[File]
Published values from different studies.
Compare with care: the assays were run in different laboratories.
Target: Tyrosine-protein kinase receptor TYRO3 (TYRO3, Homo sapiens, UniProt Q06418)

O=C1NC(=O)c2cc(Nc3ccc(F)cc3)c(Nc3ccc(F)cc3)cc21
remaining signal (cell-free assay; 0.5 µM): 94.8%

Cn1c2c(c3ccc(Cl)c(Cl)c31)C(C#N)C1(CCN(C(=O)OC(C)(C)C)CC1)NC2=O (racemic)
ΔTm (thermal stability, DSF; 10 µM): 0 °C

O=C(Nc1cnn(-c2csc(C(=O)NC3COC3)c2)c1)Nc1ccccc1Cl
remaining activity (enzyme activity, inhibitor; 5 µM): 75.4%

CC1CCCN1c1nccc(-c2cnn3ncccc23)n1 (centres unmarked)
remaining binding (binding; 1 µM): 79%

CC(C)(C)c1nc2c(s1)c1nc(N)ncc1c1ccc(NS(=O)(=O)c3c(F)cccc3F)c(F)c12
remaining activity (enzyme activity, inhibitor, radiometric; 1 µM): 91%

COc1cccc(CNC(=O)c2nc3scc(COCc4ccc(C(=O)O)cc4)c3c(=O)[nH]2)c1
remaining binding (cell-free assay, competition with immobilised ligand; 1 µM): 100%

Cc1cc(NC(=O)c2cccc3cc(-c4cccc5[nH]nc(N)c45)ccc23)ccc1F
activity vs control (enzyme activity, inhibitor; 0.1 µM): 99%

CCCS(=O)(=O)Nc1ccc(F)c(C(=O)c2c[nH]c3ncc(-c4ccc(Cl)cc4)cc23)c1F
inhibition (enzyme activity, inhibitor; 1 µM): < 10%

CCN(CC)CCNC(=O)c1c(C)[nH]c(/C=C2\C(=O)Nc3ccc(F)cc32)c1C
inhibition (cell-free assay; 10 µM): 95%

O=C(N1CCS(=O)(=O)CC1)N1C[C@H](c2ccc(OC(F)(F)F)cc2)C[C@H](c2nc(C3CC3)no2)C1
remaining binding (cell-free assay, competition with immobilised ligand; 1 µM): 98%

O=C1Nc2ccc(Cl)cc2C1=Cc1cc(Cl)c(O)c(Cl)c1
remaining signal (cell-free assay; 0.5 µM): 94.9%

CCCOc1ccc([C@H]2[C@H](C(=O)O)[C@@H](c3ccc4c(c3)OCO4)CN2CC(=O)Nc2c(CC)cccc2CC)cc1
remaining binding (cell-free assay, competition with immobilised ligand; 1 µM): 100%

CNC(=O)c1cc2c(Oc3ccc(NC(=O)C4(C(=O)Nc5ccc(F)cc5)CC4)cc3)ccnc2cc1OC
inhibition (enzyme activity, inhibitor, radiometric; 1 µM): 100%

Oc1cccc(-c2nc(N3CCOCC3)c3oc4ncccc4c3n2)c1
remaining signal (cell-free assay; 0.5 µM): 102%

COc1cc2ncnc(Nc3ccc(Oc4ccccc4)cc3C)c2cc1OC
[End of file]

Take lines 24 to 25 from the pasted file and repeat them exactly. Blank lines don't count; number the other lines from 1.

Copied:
O=C1Nc2ccc(Cl)cc2C1=Cc1cc(Cl)c(O)c(Cl)c1
remaining signal (cell-free assay; 0.5 µM): 94.9%